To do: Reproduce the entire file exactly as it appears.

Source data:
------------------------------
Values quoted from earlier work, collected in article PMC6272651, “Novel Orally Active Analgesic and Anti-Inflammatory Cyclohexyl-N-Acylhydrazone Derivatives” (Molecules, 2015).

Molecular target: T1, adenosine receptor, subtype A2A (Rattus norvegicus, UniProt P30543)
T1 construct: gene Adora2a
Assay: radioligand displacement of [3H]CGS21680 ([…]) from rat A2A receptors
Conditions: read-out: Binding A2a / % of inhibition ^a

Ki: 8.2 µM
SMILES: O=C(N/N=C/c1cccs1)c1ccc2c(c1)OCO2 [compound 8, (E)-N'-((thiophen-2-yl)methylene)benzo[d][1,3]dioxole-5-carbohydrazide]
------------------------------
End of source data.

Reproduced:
Values quoted from earlier work, collected in article PMC6272651, “Novel Orally Active Analgesic and Anti-Inflammatory Cyclohexyl-N-Acylhydrazone Derivatives” (Molecules, 2015).

Molecular target: T1, adenosine receptor, subtype A2A (Rattus norvegicus, UniProt P30543)
T1 construct: gene Adora2a
Assay: radioligand displacement of [3H]CGS21680 ([…]) from rat A2A receptors
Conditions: read-out: Binding A2a / % of inhibition ^a

Ki: 8.2 µM
SMILES: O=C(N/N=C/c1cccs1)c1ccc2c(c1)OCO2 [compound 8, (E)-N'-((thiophen-2-yl)methylene)benzo[d][1,3]dioxole-5-carbohydrazide]